• Shallow Breathing
  • Cold, Clammy Skin
  • Pupils That Remain Dilated in Bright Light
  • Weak Pulse
  • Hallucinations
  • Falling Unconscious

Overdose situations are literally life or death circumstances – while OD’ing on a benzo alone is rarely fatal, those who frequently abuse their benzodiazepine prescription might also be using another substance, such as alcohol or an opioid. This greatly increases the risk of death due to respiratory depression. Please, don’t let yourself or someone you love suffer an overdose: call Rehab-Finder.Org today at 877-251-4813 to get the help you need.

reach out and ask for help

Detoxification and Withdrawal Symptoms From Benzodiazepine Abuse

If you are struggling with a benzo addiction, you might be tempted to try and kick the habit on your own. Rather than leave home for an extended period of time to enter rehab, you could keep up the pretense of normalcy while simply not taking your pills. How hard could it be?

The answer is very hard, even dangerous. On rare occasions the withdrawal symptoms associated with benzodiazepine prove to be fatal. For your safety, it is recommended that you seek professional help and supervision while weaning yourself off these drugs.

While fatalities are rare, these withdrawal symptoms can be expected:

  • Sleeplessness
  • Decreased Ability to Concentrate
  • Increased or Rebound Anxiety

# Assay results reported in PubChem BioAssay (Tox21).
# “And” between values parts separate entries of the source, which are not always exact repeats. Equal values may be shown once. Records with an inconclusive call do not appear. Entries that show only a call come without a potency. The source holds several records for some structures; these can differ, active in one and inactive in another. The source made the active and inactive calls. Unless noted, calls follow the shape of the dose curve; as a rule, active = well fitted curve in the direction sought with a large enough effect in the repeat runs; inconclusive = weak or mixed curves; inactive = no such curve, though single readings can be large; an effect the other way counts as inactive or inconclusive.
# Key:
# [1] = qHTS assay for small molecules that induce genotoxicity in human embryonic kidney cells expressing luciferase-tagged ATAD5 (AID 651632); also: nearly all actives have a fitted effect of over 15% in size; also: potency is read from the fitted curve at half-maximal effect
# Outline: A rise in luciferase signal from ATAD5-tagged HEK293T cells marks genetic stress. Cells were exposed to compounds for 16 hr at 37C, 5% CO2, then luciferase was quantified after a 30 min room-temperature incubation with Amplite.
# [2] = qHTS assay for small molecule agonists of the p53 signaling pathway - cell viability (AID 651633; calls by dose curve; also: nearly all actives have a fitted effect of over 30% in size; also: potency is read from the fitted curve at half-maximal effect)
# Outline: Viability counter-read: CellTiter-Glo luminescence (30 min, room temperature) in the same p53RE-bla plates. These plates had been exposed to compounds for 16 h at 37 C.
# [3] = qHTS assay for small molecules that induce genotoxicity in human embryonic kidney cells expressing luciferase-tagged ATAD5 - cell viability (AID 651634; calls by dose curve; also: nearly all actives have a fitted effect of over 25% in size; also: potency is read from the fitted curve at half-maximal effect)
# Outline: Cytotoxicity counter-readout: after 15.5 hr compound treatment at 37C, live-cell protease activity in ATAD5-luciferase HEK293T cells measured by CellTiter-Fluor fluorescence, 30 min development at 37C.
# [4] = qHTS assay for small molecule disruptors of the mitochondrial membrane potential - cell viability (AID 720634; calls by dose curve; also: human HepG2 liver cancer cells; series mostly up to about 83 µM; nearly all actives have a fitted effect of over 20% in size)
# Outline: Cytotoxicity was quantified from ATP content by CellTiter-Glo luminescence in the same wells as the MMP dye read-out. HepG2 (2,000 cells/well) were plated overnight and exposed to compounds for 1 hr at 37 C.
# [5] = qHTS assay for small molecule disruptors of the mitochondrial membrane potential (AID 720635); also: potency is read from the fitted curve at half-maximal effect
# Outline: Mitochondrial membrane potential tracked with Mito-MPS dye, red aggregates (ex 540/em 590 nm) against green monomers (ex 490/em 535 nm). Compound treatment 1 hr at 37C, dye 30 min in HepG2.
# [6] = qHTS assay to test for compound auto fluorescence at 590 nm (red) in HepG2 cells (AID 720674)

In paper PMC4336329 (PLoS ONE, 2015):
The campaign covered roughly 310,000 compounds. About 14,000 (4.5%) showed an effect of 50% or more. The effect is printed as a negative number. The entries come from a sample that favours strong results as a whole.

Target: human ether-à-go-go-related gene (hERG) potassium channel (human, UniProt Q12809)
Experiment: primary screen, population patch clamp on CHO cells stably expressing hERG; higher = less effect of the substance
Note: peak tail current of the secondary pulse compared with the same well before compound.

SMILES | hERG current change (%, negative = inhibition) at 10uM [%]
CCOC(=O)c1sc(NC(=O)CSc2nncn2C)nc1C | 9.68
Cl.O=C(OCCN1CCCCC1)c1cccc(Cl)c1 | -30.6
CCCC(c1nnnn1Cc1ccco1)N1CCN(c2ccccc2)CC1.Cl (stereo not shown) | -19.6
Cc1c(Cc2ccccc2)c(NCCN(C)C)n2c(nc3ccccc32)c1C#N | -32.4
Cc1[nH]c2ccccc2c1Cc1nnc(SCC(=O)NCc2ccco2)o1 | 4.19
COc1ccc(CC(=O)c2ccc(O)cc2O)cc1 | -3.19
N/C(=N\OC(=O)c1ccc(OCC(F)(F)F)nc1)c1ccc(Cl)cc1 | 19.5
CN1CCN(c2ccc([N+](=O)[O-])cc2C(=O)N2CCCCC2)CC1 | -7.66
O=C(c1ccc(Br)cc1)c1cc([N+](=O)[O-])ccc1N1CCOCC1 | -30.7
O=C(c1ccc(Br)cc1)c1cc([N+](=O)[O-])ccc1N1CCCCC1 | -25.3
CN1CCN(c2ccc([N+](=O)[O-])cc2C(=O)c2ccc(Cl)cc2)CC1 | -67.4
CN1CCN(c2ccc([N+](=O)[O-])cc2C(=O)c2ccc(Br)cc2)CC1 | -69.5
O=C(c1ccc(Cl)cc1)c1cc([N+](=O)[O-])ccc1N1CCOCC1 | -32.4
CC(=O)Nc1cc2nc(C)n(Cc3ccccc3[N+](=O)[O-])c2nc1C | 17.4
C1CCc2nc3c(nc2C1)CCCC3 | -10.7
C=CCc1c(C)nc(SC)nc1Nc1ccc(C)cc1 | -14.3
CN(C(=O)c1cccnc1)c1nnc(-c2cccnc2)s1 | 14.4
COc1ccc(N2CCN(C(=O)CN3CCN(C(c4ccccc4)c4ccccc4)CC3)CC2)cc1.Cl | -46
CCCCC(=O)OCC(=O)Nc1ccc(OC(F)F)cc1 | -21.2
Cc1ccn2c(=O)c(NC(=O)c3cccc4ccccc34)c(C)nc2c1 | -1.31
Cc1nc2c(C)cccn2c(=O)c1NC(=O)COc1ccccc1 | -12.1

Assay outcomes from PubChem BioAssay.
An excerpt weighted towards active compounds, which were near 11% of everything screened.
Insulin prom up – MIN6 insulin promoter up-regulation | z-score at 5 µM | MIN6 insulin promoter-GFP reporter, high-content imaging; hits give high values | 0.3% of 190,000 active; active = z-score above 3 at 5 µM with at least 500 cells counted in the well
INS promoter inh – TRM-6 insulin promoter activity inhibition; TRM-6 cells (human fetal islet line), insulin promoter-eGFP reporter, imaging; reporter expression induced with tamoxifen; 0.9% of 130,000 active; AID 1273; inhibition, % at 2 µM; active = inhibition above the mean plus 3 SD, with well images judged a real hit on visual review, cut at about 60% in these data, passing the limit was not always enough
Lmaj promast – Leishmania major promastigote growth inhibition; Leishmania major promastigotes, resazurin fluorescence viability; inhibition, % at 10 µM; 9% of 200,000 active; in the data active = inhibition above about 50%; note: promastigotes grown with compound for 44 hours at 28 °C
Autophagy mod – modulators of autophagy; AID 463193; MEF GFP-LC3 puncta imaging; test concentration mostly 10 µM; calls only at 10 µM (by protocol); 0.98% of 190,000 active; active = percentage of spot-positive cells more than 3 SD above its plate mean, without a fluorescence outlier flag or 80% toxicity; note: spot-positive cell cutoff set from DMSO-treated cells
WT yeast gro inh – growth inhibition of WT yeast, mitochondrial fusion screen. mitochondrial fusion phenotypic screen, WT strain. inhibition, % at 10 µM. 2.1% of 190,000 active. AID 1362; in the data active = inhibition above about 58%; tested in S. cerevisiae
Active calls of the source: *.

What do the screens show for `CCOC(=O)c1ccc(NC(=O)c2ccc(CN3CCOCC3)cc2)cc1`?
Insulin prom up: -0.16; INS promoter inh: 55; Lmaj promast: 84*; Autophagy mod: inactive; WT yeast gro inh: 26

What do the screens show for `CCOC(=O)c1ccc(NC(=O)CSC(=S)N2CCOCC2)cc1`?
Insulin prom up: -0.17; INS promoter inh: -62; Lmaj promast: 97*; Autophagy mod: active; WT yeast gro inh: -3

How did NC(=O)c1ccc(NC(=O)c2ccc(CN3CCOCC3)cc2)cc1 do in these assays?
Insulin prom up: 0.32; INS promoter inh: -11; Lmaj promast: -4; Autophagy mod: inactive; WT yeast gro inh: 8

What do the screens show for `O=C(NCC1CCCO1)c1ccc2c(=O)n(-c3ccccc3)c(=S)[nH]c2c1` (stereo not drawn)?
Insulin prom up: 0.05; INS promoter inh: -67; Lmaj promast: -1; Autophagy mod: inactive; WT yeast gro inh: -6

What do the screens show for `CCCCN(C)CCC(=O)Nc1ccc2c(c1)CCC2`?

• Uncontrollable Sweating
  • Panic Attacks
  • Headaches
  • Irritability
  • Shaking and/or Tremors
  • Nausea and/or Dry Heaves
  • Irregular Heartbeat
  • Pain and Stiffness in Your Muscles
  • Perception Issues and/or Hallucinations

While the length of time that a user will experience these symptoms varies, there is a general detoxification timeline that holds true for the majority of those quitting benzodiazepines. In the first six to eight hours, if you’ve been taking short-acting benzos like Xanax or Ativan, you can expect the first wave of withdrawal symptoms. The most common are increased anxiety and insomnia.

Then, days one through four will likely be very uncomfortable due to the insomnia, and added to that will be the increased heart rate, shallow breathing, sweating, tremors, nausea, etc. If you’ve been taking a longer-acting benzodiazepine like Valium, it will take this long for your first detox symptoms to appear.

For those who used shorter-acting benzos, the detoxification will usually last around 10-14 days, with symptoms continuing right up until the second week. Longer-acting benzo users will continue experiencing symptoms well into the third and fourth weeks of the process.

Those who had become heavily dependent on either short-acting or long-acting benzodiazepines are also at risk of experiencing protracted withdrawal syndrome, or PAWS. These are unpredictable periods of time where the recovering addict will experience sharp withdrawal symptoms, and could take place months after the detoxification process occurred.